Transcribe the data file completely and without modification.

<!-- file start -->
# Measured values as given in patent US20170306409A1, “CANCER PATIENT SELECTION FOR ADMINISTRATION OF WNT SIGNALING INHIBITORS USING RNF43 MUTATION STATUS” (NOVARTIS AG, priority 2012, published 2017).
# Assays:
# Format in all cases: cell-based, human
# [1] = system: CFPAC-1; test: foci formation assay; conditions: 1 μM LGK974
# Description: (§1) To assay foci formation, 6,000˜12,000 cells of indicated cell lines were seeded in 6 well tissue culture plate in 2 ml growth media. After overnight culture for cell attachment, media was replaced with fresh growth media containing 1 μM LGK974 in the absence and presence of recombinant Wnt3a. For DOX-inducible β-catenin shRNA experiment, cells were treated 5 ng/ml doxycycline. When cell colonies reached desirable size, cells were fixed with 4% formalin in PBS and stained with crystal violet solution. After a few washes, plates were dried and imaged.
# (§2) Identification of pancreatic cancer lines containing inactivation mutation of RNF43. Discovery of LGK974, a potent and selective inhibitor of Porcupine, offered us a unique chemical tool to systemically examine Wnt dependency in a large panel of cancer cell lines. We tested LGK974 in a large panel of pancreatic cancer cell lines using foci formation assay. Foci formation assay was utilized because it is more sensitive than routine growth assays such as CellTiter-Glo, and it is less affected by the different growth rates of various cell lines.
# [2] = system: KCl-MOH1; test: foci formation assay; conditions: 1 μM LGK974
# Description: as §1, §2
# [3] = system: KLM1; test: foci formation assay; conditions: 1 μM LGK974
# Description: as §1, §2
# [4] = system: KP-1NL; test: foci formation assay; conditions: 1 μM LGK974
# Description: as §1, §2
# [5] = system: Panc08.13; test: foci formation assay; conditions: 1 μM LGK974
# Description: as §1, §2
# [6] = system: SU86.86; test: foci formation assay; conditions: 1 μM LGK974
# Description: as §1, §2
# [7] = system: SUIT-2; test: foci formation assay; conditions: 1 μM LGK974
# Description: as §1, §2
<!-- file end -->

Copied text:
# Measured values as given in patent US20170306409A1, “CANCER PATIENT SELECTION FOR ADMINISTRATION OF WNT SIGNALING INHIBITORS USING RNF43 MUTATION STATUS” (NOVARTIS AG, priority 2012, published 2017).
# Assays:
# Format in all cases: cell-based, human
# [1] = system: CFPAC-1; test: foci formation assay; conditions: 1 μM LGK974
# Description: (§1) To assay foci formation, 6,000˜12,000 cells of indicated cell lines were seeded in 6 well tissue culture plate in 2 ml growth media. After overnight culture for cell attachment, media was replaced with fresh growth media containing 1 μM LGK974 in the absence and presence of recombinant Wnt3a. For DOX-inducible β-catenin shRNA experiment, cells were treated 5 ng/ml doxycycline. When cell colonies reached desirable size, cells were fixed with 4% formalin in PBS and stained with crystal violet solution. After a few washes, plates were dried and imaged.
# (§2) Identification of pancreatic cancer lines containing inactivation mutation of RNF43. Discovery of LGK974, a potent and selective inhibitor of Porcupine, offered us a unique chemical tool to systemically examine Wnt dependency in a large panel of cancer cell lines. We tested LGK974 in a large panel of pancreatic cancer cell lines using foci formation assay. Foci formation assay was utilized because it is more sensitive than routine growth assays such as CellTiter-Glo, and it is less affected by the different growth rates of various cell lines.
# [2] = system: KCl-MOH1; test: foci formation assay; conditions: 1 μM LGK974
# Description: as §1, §2
# [3] = system: KLM1; test: foci formation assay; conditions: 1 μM LGK974
# Description: as §1, §2
# [4] = system: KP-1NL; test: foci formation assay; conditions: 1 μM LGK974
# Description: as §1, §2
# [5] = system: Panc08.13; test: foci formation assay; conditions: 1 μM LGK974
# Description: as §1, §2
# [6] = system: SU86.86; test: foci formation assay; conditions: 1 μM LGK974
# Description: as §1, §2
# [7] = system: SUIT-2; test: foci formation assay; conditions: 1 μM LGK974
# Description: as §1, §2